Accused of Bribery, Arrest of Samsung Chief Jay Y Lee being Sought by South Korean Prosecutors

Accusing the head of Samsung Group, the country’s biggest conglomerate, of paying multi-million dollar bribes to a friend of President Park Geun-hye, South Korea’s special prosecutors’ office said it will seek a warrant to arrest Jay Y. Lee .

As investigators probed a corruption scandal that resulted in parliament impeaching Park last month, the Samsung Group chief was questioned for 22 straight hours last week.

Choi Soon-sil, a friend of the president who is at the center of scandal, was allegedly paid bribes totaling 43 billion won ($36.42 million) by Lee, according to the special prosecutors’ office.

Lee was also accused of embezzlement and perjury in the prosecution’s application for an arrest warrant and he became the de facto head of the Samsung Group after his father, Lee Kun-hee, suffered a heart attack in 2014.

A hearing would be held at 10:30 a.m. (0130 GMT) on Wednesday to decide whether to approve the warrant, Seoul’s central district court said.

“The special prosecutors’ office, in making this decision to seek an arrest warrant, determined that while the country’s economic conditions are important, upholding justice takes precedence,” Lee Kyu-chul, a spokesman for the office, told a media briefing.

Samsung said it could not accept the accusations that Lee paid bribes.

“It is difficult to understand the special prosecutors’ decision,” it said in an emailed statement.

Any links between the National Pension Service’s 2015 decision to support a controversial $8 billion merger of two Samsung Group affiliates and Samsung’s support for a business and foundations backed by Park’s friend Choi are being investigated by prosecutors.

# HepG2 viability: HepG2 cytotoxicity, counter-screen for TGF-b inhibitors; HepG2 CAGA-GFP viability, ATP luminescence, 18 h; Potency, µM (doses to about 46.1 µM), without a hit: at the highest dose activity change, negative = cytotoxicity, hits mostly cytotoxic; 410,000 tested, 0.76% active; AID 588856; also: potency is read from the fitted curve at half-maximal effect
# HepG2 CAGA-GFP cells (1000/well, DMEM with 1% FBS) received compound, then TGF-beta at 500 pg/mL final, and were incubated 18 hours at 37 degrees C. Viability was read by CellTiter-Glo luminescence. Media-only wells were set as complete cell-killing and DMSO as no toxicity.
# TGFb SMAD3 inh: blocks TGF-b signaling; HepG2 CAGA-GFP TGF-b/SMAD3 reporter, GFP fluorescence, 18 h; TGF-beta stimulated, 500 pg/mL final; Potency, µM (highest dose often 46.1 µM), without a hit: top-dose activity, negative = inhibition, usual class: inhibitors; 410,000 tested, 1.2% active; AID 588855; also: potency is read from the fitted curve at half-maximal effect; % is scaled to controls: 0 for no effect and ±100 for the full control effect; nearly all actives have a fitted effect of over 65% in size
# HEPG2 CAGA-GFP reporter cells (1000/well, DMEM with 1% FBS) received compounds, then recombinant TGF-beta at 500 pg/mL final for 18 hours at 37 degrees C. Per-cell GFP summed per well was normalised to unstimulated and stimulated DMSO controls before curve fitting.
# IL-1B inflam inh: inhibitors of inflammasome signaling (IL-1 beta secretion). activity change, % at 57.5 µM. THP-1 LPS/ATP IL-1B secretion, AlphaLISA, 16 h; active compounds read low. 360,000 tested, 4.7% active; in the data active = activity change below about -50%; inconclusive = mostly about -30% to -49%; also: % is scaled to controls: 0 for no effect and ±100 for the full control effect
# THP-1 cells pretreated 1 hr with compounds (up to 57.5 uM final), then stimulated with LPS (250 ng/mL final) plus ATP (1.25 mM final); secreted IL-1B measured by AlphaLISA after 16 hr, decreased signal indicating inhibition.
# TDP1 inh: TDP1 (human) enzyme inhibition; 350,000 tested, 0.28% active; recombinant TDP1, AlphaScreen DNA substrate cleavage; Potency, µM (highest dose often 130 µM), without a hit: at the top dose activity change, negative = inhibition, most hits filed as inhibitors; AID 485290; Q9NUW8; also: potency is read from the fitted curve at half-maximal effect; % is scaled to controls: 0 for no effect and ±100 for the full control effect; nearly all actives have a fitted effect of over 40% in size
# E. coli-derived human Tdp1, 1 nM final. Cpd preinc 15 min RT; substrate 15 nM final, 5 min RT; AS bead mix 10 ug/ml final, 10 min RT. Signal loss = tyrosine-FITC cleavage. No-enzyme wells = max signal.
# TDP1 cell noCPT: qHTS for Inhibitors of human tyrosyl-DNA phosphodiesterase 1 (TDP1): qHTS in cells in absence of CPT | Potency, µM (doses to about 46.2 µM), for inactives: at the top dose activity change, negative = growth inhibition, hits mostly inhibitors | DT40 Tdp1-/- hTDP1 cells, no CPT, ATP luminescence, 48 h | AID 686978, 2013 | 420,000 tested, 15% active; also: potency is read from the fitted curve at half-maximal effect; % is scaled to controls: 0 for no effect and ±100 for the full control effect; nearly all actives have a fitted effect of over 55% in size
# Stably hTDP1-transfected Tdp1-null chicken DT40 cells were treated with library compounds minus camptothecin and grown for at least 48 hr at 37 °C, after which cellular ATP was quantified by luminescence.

On charges of abuse of power and giving false testimony, NPS chairman Moon Hyung-pyo was indicted on Monday.

While the Constitutional Court decides whether to make her the country’s first democratically elected leader to be forced from office, Park remains in office but has been stripped of her powers.

In December, Moon acknowledged that while he was head of the health ministry, which oversees the NPS, he had ordered the world’s third-largest pension fund to support the $8 billion merger in 2015 and he was arrested after that acknowledgment.

Samsung has repeatedly denied accusations of lobbying to push through the merger even though the company has acknowledged providing funds to the three institutions.

Possessing prior knowledge of the Samsung Group’s controversial 2015 merger of two affiliates has been denied by Choi.

“Even if I knew, I could not have passed on any information because I have no knowledge about mergers or hedge funds, anything like that, in the first place,” Choi told the court.

With Park impeached in December, South Korea has been gripped by political crisis for months. Though admitting carelessness in her relationship with Choi, Park has also denied wrongdoing.

With former U.N. Secretary General Ban Ki-moon expected to be a candidate, an election would be held in two months if the impeachment is upheld by the Constitutional Court.

On Monday afternoon, shares in group flagship Samsung Electronics, were down 2.3 percent as the world’s top maker of smartphones, flatscreen TVs and memory chips, extended losses.

(Adapted from CNBC)

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